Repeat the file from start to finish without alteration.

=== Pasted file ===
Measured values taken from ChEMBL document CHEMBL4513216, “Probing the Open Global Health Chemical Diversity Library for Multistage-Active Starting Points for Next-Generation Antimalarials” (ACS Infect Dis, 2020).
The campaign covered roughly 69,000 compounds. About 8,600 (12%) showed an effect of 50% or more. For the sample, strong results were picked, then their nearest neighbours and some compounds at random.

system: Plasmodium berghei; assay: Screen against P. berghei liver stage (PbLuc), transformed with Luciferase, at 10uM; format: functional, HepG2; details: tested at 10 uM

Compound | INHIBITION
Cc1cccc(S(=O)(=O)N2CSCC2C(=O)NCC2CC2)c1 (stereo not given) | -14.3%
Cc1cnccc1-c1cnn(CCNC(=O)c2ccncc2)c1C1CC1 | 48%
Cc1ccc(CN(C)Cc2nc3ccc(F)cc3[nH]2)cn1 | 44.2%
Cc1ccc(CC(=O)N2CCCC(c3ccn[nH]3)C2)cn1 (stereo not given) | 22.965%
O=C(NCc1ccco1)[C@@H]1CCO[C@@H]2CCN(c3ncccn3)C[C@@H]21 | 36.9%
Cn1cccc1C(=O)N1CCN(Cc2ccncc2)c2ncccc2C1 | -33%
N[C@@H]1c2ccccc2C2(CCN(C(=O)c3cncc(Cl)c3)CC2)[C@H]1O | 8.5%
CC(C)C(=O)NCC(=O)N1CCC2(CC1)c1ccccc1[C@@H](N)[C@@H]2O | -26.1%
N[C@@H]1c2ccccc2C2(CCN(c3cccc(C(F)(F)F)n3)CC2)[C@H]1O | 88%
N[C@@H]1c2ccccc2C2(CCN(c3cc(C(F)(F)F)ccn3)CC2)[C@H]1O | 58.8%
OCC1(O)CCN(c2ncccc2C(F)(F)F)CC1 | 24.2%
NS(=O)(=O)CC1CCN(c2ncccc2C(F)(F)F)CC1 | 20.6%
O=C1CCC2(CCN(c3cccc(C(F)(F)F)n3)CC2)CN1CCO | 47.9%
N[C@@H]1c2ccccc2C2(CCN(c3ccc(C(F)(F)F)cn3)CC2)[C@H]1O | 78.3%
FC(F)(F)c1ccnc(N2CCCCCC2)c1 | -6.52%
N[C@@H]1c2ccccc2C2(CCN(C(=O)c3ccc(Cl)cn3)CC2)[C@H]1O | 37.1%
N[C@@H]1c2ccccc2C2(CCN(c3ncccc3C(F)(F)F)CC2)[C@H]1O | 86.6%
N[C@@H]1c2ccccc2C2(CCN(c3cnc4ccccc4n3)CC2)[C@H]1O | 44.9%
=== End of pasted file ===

Measured values taken from ChEMBL document CHEMBL4513216, “Probing the Open Global Health Chemical Diversity Library for Multistage-Active Starting Points for Next-Generation Antimalarials” (ACS Infect Dis, 2020).
The campaign covered roughly 69,000 compounds. About 8,600 (12%) showed an effect of 50% or more. For the sample, strong results were picked, then their nearest neighbours and some compounds at random.

system: Plasmodium berghei; assay: Screen against P. berghei liver stage (PbLuc), transformed with Luciferase, at 10uM; format: functional, HepG2; details: tested at 10 uM

Compound | INHIBITION
Cc1cccc(S(=O)(=O)N2CSCC2C(=O)NCC2CC2)c1 (stereo not given) | -14.3%
Cc1cnccc1-c1cnn(CCNC(=O)c2ccncc2)c1C1CC1 | 48%
Cc1ccc(CN(C)Cc2nc3ccc(F)cc3[nH]2)cn1 | 44.2%
Cc1ccc(CC(=O)N2CCCC(c3ccn[nH]3)C2)cn1 (stereo not given) | 22.965%
O=C(NCc1ccco1)[C@@H]1CCO[C@@H]2CCN(c3ncccn3)C[C@@H]21 | 36.9%
Cn1cccc1C(=O)N1CCN(Cc2ccncc2)c2ncccc2C1 | -33%
N[C@@H]1c2ccccc2C2(CCN(C(=O)c3cncc(Cl)c3)CC2)[C@H]1O | 8.5%
CC(C)C(=O)NCC(=O)N1CCC2(CC1)c1ccccc1[C@@H](N)[C@@H]2O | -26.1%
N[C@@H]1c2ccccc2C2(CCN(c3cccc(C(F)(F)F)n3)CC2)[C@H]1O | 88%
N[C@@H]1c2ccccc2C2(CCN(c3cc(C(F)(F)F)ccn3)CC2)[C@H]1O | 58.8%
OCC1(O)CCN(c2ncccc2C(F)(F)F)CC1 | 24.2%
NS(=O)(=O)CC1CCN(c2ncccc2C(F)(F)F)CC1 | 20.6%
O=C1CCC2(CCN(c3cccc(C(F)(F)F)n3)CC2)CN1CCO | 47.9%
N[C@@H]1c2ccccc2C2(CCN(c3ccc(C(F)(F)F)cn3)CC2)[C@H]1O | 78.3%
FC(F)(F)c1ccnc(N2CCCCCC2)c1 | -6.52%
N[C@@H]1c2ccccc2C2(CCN(C(=O)c3ccc(Cl)cn3)CC2)[C@H]1O | 37.1%
N[C@@H]1c2ccccc2C2(CCN(c3ncccc3C(F)(F)F)CC2)[C@H]1O | 86.6%
N[C@@H]1c2ccccc2C2(CCN(c3cnc4ccccc4n3)CC2)[C@H]1O | 44.9%